For Once, the British Tabloids Held Back. It Didn’t Make a Difference.

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Days before Catherine, Princess of Wales, ended the wild speculation over her absence from public life by revealing that she is battling cancer, a top royal journalist appeared on British national television and delivered a stark message to the media: Knock it off.

“I think everyone just needs to give her a little bit of space,” Roya Nikkhah, royal editor of The Sunday Times of London, said on “Good Morning Britain.” “This is a woman who’s been in the public eye since she was in her early 20s, and she’s barely put her foot wrong. I think we should all lay off a little bit.”

The idea of an editor at a Rupert Murdoch-owned publication scolding other journalists for nosiness may strike some as a bit rich. After all, London newspapers pioneered the celebri-fication of the House of Windsor, famously hounding the previous Princess of Wales, Diana, and exposing the most microscopic details of her and her children’s private lives.

In the case of Catherine’s recent whereabouts, however, the British press largely showed an unusual level of restraint.

Yes, they reported on the frenzy of rumors, but mostly in the guise of scolding social media users for spreading conspiracies. When the American outlet TMZ obtained a paparazzi photo of Catherine and her mother in a car, the London papers unanimously declined to publish it.

And once Catherine’s cancer was revealed, British media were quick to assail their counterparts across the pond, accusing American tabloids and media figures of recklessly amplifying the more outlandish rumors. (British libel laws, it’s worth noting, are far stricter than those in the United States.) Piers Morgan, a former tabloid editor himself, demanded that Stephen Colbert apologize for joking about rumors that Prince William was having an affair.

London’s feisty tabloids often claim the moral high ground, but there are other factors at play. The royal family and Fleet Street are a pair of British institutions whose fates and fortunes have long been entwined — and they are facing similar challenges in the new media age.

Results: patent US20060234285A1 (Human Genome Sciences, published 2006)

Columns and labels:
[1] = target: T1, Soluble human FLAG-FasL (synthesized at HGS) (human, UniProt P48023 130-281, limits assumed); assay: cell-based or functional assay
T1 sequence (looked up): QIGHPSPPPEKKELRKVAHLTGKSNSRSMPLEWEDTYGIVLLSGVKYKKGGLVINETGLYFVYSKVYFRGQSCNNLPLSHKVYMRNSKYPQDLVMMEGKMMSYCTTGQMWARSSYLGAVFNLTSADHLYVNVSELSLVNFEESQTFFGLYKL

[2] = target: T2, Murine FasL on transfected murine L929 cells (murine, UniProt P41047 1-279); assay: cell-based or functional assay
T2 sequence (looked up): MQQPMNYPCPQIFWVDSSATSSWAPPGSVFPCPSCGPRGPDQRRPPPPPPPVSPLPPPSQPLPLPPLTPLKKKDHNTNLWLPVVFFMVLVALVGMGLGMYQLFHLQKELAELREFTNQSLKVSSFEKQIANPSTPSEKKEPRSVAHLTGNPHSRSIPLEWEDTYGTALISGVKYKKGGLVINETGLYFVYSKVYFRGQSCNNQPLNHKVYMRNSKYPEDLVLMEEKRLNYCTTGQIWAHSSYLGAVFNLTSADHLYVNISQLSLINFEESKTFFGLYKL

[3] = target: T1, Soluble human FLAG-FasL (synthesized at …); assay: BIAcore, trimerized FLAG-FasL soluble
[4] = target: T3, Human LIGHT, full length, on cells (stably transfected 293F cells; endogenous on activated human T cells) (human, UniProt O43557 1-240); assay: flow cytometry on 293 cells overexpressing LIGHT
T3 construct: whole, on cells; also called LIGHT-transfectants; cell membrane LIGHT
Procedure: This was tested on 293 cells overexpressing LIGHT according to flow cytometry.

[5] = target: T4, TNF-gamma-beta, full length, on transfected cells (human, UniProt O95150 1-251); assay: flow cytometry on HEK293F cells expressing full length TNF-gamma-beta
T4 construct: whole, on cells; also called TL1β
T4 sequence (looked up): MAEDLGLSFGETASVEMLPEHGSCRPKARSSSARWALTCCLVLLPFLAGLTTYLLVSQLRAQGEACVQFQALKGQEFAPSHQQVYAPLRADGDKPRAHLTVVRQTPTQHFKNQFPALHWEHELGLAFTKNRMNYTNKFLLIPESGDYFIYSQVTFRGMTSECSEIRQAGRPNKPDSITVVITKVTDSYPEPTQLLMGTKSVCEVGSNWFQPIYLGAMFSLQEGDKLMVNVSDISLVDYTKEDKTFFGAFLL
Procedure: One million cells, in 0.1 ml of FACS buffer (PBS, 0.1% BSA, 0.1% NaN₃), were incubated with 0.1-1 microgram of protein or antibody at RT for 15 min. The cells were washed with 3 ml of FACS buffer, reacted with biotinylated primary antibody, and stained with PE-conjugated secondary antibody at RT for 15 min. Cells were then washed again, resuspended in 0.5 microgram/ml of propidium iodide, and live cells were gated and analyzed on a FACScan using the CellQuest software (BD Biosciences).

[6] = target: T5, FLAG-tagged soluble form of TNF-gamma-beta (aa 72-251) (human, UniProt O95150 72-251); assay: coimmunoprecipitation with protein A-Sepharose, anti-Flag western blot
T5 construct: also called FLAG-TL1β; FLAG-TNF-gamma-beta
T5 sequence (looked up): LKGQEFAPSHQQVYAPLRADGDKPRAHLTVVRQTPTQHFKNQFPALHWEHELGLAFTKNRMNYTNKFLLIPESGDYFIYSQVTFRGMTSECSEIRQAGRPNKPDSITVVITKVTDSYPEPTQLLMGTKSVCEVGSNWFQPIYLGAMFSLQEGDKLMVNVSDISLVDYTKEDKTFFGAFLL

Gatekeepers who once controlled the official flow of information — be it palace press secretaries or tabloid editors — are increasingly powerless against the online tide. When it was first revealed that Catherine had undergone abdominal surgery, Kensington Palace declared that it would not offer further updates about her condition. Britain’s royal correspondents, who have a long-term relationship with the future king and queen to worry about, mostly abided by that directive.

But both camps were flummoxed by the rampant misinformation that spread on the internet. The tabloids that once led the way in royal sensationalism — and are still grappling with a long-running phone hacking scandal — were now helpless to shut it down. And palace officials, reluctant to compromise the princess’s privacy, mistakenly believed the rumors would fizzle out.

The result was a narrative driven by online chatter that spun out of the traditional gatekeepers’ control.

“I’ve never seen anything like the reaction we had online and the huge conspiracy around this particular story,” Max Foster, a lead London anchor for CNN, said in an interview. “There was a point, about a week ago, where really sensible, bright friends were coming to me and saying, ‘I think there is something going on here.’”

He spent hours discussing with CNN executives how to responsibly cover the rumors about Catherine without spreading misinformation, a balancing act that he called “a real challenge.”

Helen Lewis, a Briton who writes for The Atlantic, also lamented that some of her friends “became Kate Middleton truthers.” In an essay on Friday, “I Hope You All Feel Terrible Now,” Ms. Lewis argued that the situation revealed the frightening power of social media to hijack rational discourse and, in her mind, force a cancer-stricken woman to reveal a private diagnosis.

“If you ever wanted proof that the ‘mainstream media’ are less powerful than ever before,” she wrote, “this video of Kate Middleton sitting on a bench is it.’”

Even British papers acknowledged, however, that Kensington Palace officials deserved some of the blame for allowing an information vacuum to develop.

It was the lack of an official explanation for Catherine’s absence that prompted self-appointed online sleuths to concoct wild explanations. The theory of a cover-up was supercharged after the palace released a doctored photograph of Catherine and her children.

The royals must “come clean about what’s really going on, or risk drowning in a quagmire of their own creation,” Sarah Vine, the Daily Mail’s influential columnist, wrote after the photo fiasco.

Still, the entire episode suggested something that may be reassuring to British royalists. “What this has revealed, in a weird way, is just how relevant that family still is,” said Eva Wolchover, the British American co-host of the royals podcast “Windsors & Losers.”

“For awhile now, the story had been ‘Meghan and Harry are gone,’ ‘We have an older king on the throne,’ ‘Young people don’t care about the royal family,’” Ms. Wolchover said in an interview. “The fact the whole world started talking about this in the past few weeks shows they are still as culturally interesting to us as they ever were.”

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